Our results provide a strong argument for financial investment in quality improvement from the perspective of the hospital administrator. Increases in Medicare reimbursement resulting from postoperative complications are not large enough to compensate the hospital for the increase in total costs associated with complications. Prevention of surgical complications therefore can help to improve care quality while improving cost-effectiveness.

Appendix: the US Medicare system

Medicare is a social health insurance program administered by the US Department of Health and Human Services. Eligible beneficiaries include Americans ages 65 or older as well as Americans of any age with certain chronic diseases. Medicare is a large source of payment for inpatient hospital care in the United States, comprising 27% of all acute care hospital revenue in 2012 [23].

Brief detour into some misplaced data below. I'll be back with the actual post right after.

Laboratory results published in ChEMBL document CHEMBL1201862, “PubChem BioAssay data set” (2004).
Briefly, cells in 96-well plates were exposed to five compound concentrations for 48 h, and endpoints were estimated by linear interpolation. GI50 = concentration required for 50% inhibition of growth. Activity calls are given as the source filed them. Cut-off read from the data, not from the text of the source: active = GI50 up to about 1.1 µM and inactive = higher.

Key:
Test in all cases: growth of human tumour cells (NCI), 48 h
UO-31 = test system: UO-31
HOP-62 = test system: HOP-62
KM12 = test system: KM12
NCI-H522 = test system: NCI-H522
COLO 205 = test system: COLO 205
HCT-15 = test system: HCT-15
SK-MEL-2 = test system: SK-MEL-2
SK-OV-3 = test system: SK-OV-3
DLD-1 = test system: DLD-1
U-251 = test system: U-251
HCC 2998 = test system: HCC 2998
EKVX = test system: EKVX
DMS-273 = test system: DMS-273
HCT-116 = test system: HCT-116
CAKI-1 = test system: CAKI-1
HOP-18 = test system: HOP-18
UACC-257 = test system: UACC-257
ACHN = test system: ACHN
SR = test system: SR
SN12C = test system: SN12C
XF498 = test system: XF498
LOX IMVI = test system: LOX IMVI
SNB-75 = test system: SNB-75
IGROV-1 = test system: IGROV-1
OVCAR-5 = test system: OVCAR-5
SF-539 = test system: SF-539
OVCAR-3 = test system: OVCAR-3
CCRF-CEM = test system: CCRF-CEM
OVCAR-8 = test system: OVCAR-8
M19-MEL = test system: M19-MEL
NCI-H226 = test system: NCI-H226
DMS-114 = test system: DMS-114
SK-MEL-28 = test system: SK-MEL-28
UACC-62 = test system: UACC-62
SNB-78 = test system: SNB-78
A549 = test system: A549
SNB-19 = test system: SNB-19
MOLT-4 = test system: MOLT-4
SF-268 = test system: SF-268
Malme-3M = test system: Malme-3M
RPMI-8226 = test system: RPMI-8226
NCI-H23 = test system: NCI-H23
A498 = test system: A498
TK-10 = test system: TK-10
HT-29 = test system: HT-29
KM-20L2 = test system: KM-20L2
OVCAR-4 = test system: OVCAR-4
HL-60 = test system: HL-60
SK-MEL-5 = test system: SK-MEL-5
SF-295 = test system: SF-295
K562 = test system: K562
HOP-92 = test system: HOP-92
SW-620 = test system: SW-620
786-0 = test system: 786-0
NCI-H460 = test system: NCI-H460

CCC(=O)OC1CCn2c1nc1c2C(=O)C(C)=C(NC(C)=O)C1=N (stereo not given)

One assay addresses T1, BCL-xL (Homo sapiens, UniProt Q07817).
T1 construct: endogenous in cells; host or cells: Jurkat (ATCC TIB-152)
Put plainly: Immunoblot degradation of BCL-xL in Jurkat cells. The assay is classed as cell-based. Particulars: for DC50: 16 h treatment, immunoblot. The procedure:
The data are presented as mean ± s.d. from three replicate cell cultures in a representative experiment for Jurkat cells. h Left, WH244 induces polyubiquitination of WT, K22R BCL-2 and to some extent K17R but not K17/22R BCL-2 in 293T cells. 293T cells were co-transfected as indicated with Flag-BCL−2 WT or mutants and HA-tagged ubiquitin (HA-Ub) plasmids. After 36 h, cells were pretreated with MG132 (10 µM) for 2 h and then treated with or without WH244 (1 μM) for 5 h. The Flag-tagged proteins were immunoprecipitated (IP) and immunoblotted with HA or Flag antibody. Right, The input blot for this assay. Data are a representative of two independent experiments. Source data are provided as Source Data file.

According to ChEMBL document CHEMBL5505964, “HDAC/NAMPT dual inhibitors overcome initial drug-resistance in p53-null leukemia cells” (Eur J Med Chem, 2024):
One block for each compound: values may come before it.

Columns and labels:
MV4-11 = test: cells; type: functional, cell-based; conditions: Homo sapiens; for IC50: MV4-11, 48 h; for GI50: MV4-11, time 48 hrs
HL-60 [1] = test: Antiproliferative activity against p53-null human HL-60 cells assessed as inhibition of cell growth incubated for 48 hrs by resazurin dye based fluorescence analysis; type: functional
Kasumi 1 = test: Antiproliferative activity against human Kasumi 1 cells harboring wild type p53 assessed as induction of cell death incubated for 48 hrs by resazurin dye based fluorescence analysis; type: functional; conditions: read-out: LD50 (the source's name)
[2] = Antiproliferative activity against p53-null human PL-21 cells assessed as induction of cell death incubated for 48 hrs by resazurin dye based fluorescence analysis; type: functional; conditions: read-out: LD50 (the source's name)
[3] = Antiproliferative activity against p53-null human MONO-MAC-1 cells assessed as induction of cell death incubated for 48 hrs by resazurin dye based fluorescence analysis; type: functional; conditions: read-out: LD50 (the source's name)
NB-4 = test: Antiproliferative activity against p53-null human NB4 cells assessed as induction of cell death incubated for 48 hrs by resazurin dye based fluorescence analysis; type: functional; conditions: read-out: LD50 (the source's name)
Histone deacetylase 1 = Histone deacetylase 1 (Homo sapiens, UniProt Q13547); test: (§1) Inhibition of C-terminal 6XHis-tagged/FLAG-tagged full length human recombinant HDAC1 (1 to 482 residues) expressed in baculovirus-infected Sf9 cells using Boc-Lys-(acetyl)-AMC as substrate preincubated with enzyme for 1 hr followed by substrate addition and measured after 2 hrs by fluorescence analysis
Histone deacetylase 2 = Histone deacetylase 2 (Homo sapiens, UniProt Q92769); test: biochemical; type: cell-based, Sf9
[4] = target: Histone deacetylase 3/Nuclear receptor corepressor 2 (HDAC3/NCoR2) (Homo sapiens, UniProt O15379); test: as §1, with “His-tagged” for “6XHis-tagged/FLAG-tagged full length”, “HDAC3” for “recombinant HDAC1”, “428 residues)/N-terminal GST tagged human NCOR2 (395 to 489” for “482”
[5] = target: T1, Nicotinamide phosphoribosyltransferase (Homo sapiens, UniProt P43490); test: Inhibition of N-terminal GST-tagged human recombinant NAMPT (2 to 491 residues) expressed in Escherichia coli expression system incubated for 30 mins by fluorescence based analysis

Medicare payment is broken into different components, each of which pays for different aspects of medical care. Medicare Part A (hospital insurance) pays for inpatient hospital care, home health care, skilled nursing facilities and hospice care. Medicare Part B (supplementary medical insurance) pays for outpatient physician and nursing services, diagnostic imaging and testing, and outpatient hospital procedures. Medicare Part D (prescription drug plan) is a voluntary, premium-based program that helps to subsidize the cost of prescription drugs for Medicare beneficiaries.

Inpatient hospital care (Medicare Part A) is financed by the Medicare inpatient prospective payment system. Each hospital is paid a predetermined amount per discharge based on the beneficiary’s clinical condition and treatment strategy, which are captured through MS-DRGs. The payment rates for each MS-DRG are updated each year in an attempt to account for the average cost of resources required to treatment patients in that MS-DRG. Payments for individual hospitals are further adjusted on the basis of geographic differences with regard to labor prices, costs of providing graduate medical education and compensation of hospitals that provide care to a disproportionate share of low-income patients.